Lori Hallett, the homeowner's daughter, said Wednesday her father insists on staying busy.
"Really, it's important to him. He said, 'It makes me feel alive,'" Hallett said.
It's what happened after the patient, Robert Hallett, was transported to the hospital that had neighbors tearing up. One of those neighbors was Steel Morris.
"I had to get my camera out because it was just so touching to see," Morris said.
Morris caught the OCFA crew finishing what their patient started.
Fire Apparatus Engineer Tim Crawford described the scene.
"Shane was mowing. I was kinda picking up the debris, as well as the captain, just kind of cleaning up. Like he said, we don't leave a mess, so we were just doing what we do and going about our day," Crawford said.
Fire Capt. Paramedic Greg Chrisman explained it's not in their job description, but it's part of the job.
"I haven't been to a call where someone's gone down during yardwork, which is actually something that's not uncommon, where we walk away from the scene and leave someone's yard a mess," Chrisman said. "So, for people to think that this is unique, it's not. I know that firefighters all across the country and here in California, we do the same thing. We do it all the time. We seldom walk away from messes at the scene of an emergency."
This time, the person on the other side of the good deed was a Navy veteran, the original homeowner loved by many in the tight-knit community.
"Very, very heartwarming to see. It was emotional for all of us who know Bob and love the family and have been friends forever," Morris said.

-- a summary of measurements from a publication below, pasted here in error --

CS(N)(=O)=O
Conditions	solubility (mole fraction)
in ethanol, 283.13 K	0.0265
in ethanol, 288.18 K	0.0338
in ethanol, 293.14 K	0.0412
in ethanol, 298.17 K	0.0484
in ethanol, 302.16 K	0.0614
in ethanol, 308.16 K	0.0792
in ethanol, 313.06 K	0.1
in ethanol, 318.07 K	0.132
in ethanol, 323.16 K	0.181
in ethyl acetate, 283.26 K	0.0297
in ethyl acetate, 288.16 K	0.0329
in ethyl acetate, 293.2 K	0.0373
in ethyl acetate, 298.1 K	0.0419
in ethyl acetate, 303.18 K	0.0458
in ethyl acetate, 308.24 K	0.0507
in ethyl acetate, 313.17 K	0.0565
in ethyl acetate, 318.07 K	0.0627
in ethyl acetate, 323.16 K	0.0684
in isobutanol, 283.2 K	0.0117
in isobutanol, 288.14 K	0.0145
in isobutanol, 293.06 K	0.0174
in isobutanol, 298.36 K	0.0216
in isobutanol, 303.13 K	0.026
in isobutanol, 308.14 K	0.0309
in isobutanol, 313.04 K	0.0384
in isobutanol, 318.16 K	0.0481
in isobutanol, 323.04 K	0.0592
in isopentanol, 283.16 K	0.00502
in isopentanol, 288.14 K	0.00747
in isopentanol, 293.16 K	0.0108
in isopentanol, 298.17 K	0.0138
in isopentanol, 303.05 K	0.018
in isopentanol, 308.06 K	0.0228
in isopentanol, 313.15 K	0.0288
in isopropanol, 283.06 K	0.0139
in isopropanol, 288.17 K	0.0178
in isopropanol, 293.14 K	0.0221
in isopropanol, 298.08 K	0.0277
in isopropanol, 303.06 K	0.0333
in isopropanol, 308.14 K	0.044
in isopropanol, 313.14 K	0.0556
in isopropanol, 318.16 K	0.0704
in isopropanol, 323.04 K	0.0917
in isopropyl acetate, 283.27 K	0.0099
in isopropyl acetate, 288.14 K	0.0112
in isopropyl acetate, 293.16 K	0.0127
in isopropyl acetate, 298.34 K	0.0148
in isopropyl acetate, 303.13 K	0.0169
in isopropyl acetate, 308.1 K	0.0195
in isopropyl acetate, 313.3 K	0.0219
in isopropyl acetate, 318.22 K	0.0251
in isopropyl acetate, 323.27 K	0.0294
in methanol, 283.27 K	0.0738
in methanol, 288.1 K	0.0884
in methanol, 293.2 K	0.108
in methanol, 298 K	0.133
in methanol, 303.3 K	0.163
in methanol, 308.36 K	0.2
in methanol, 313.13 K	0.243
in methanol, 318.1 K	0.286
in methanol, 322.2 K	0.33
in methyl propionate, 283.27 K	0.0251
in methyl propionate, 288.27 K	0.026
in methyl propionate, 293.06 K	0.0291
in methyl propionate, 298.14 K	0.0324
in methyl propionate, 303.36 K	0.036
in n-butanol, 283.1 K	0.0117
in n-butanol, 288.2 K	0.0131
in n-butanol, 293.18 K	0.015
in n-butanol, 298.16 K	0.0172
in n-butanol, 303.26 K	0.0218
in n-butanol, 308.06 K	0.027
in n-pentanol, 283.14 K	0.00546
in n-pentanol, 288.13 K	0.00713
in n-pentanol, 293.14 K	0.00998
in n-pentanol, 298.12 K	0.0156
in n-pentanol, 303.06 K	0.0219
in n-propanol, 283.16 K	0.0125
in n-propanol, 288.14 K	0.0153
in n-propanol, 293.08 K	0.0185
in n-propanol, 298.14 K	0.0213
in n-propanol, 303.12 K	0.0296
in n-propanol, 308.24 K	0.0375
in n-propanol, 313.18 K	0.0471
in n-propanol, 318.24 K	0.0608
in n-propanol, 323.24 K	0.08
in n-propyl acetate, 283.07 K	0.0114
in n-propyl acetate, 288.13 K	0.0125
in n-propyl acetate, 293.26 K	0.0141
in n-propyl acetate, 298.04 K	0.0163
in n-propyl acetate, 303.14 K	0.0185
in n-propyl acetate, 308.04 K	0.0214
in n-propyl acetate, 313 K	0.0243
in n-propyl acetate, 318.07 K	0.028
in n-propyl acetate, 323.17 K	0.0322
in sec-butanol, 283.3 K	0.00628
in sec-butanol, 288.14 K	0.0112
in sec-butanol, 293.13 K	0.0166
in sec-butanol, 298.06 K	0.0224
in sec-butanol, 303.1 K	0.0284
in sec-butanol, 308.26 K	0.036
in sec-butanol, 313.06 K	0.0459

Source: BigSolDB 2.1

"It's such a beautiful act of kindness. To me, the beauty of it is that my father was the recipient. He's such an incredible man," Hallett said.
After hearing about this, Robert Hallett's son, John Hallett, who is an assistant fire chief at an airbase in Spain, sent the OCFA the following email:
"To the brave and dedicated women and men of Orange County Fire Authority / Station 65,
I want to offer my heartfelt thanks for not only taking care of my dad but for also going above and beyond with the kind gesture of finishing up the yard work at his home. My family and I are truly grateful for your professionalism and dedication to protecting the community that you serve. We were all deeply touched. And yes, not only does my dad still cut his grass at age 93, but he walks a half-mile every day around the neighborhood to stay young and healthy. My dad, Robert Hallett, is the original owner of his home and has lived there since 1957. He plays cribbage with a neighbor daily and does the NYT crossword puzzle every morning in pen no less.
My two sisters live local and look after him; however, he can be quite stubborn and up until last week, insisted on cutting his own grass. Once he has fully recovered, I imagine that he'll wish to return to performing his yardwork once again.
The last time he was unable to cut his own grass was 13 years ago at the age of 80 when he battled colon cancer. Interestingly enough, I had the dubious chore of cutting the grass while he was recovering. He stated that he couldn't wait to feel better and cut his own grass, as I was clearly butchering his yard. I'm happy and albeit a bit jealous to say that he was satisfied with the job you guys did on his lawn. Again, thank you very much. As someone who has worked in the Federal Fire Service for 35 years, you are a class act!"
The homeowner returned from the hospital a few hours later. His daughter said he got a chuckle out of the whole thing, and is now letting others help him out with his yard work.